BCC Morph
BCC Mosaic
BCC Motion Blur
BCC Motion Key
BCC Motion Tracker
BCC Motion Tracker – After Effects
BCC Motion Tracker – Avid
BCC Motion Tracker – FCPX
BCC Motion Tracker – Motion
BCC Motion Tracker – Premiere
BCC Motion Tracker – Red
BCC Motion Tracker – Resolve
BCC Motion Tracker – Vegas
BCC Multi Shadow
BCC Multi Stretch Wipe
BCC Multi Stripe Wipe
BCC MultiTone Mix
BCC Noise Map
BCC Noise Map 2
BCC Noise Reduction
BCC Optical Flow
BCC Optical Stabilizer
BCC Organic Strands
BCC Page Turn
BCC Pan And Zoom
BCC Particle Array 3D
BCC Particle Emitter 3D
BCC Particle System
BCC Pencil Sketch
BCC Pin Art 3D
BCC Pinning Controls
BCC Pixel Fixer
BCC PixelChooser
BCC PixelChooser – Legacy
BCC Polar Displacement
BCC Posterize
BCC Posterize Time
BCC Preferences
BCC Premult
BCC Presets
BCC Primatte Studio
BCC Prism
BCC Pyramid Blur
BCC Radial Blur
BCC Radial Wipe
BCC Rain
BCC Rays
BCC Rays Cartoon
BCC Rays Dissolve
BCC Rays Puffy
BCC Rays Radiant Edges
BCC Rays Radiant Spotlight
BCC Rays Ring
BCC Rays Ripply
BCC Rays Streaky
BCC Rays Textured
BCC Rays Wedge
BCC Rectangular Wipe
BCC Reframer
BCC Remover
BCC Reptilian
BCC Reverse Spotlight
BCC RGB Pixel Noise
BCC Ribbon Wipe
BCC Rings Wipe
BCC Ripple
BCC Ripple Dissolve
BCC Rock
BCC Rough Glow
BCC Safe Colors
BCC Scanline
BCC Scatterize
BCC Sequencer
BCC Smooth Tone
BCC Snow
BCC Sparks
BCC Sphere
BCC Sphere Transition
BCC Spiral Blur
BCC Spotlight
BCC Spray Paint Noise
BCC Stage Light
BCC Star Matte
BCC Stars
BCC Steel Plate
BCC Super Blend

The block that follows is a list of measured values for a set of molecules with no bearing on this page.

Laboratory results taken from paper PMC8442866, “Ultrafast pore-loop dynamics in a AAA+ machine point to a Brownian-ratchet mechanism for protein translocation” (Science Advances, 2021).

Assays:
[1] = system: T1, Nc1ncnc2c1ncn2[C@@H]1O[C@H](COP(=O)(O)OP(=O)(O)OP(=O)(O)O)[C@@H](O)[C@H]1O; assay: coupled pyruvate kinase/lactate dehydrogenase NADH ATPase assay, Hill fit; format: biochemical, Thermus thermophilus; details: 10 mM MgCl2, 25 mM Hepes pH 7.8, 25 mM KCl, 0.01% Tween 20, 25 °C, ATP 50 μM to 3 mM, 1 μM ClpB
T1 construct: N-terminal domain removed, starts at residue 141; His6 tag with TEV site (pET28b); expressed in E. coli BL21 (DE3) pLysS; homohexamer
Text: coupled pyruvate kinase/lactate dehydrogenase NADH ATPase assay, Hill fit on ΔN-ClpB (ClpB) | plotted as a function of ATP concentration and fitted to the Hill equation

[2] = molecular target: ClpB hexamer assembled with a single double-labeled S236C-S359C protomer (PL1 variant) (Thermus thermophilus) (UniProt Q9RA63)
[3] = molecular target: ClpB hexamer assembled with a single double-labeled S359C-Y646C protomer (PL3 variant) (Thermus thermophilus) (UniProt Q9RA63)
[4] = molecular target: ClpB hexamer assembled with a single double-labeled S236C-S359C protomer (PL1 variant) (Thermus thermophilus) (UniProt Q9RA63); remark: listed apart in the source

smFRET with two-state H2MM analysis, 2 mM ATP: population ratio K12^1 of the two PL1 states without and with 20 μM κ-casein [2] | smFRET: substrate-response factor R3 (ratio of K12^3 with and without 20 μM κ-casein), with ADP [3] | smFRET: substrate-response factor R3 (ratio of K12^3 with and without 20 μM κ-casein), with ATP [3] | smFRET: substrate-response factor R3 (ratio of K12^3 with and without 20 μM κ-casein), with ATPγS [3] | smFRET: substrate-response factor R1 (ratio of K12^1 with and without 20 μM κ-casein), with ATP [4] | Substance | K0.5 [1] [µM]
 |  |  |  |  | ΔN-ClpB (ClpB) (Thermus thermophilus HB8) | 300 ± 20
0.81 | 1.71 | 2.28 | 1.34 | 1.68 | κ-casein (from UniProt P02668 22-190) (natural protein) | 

BCC Swish Pan
BCC Temporal Blur
BCC Textured Wipe
BCC Tile Mosaic
BCC Tile Wipe
BCC Time Displacement
BCC Title Studio
BCC Trails
BCC Trails Basic
BCC Tritone
BCC Tritone Dissolve
BCC Turbulence
BCC Twirl
BCC Twister
BCC Two Strip Color
BCC Two Way Key
BCC Type On Text
BCC Unsharp Mask
BCC User Guide
BCC Vector Blur Dissolve
BCC Vector Displacement
BCC Veined Marble
BCC Velocity Remap
BCC Video Glitch
BCC Video Morph
BCC Video Scope
BCC Vignette
BCC Vignette Wipe
BCC VR Flicker Fixer
BCC VR Insert
BCC VR Reorient
BCC VR Sharpen
BCC Warp
BCC Water Color
BCC Water Waves Dissolve
BCC Wave
BCC Weave
BCC Wild Cards
BCC Wire Remover
BCC Witness Protection
BCC Wood Grain
BCC Wooden Planks
BCC Z Blur
BCC Z Space 1
BCC Z Space 2
BCC Z Space 3
FEC Bubbles
Removed Gradient Parameters
Title Studio Basics
Title Studio: Animating an Object Using Keyframes
Title Studio: Creating a Credit Roll
Title Studio: Creating a Type on Effect with Title Containers
Title Studio: Scene Container Parameter Guide
Title Studio: The Camera Tab
Title Studio: The Container Position Tab
Title Studio: The Lights Tab
Title Studio: The Preferences Panel
Title Studio: The Project Settings Window
Title Studio: The Render Tab
Title Studio: Working With Deformers
Title Studio: Working with the Composite Window
Title Studio: Working with the Controls Window
Title Studio: Working with the Timeline Window
Working in Adobe After Effects and Premiere
Working in Apple Final Cut Pro and Motion
Working in Avid
Working in DaVinci Resolve
Working in Sony Vegas

BCC 3D Objects
BCC Art Looks
BCC Blur & Sharpen
BCC Browser
BCC Color & Tone
BCC Film Style
BCC Image Restoration
BCC Key & Blend
BCC Lights
BCC Match Move
BCC Particles
BCC Perspective
BCC Stylize
BCC Textures
BCC Time
BCC Transitions
BCC Warp


Join our email newsletter and keep up to date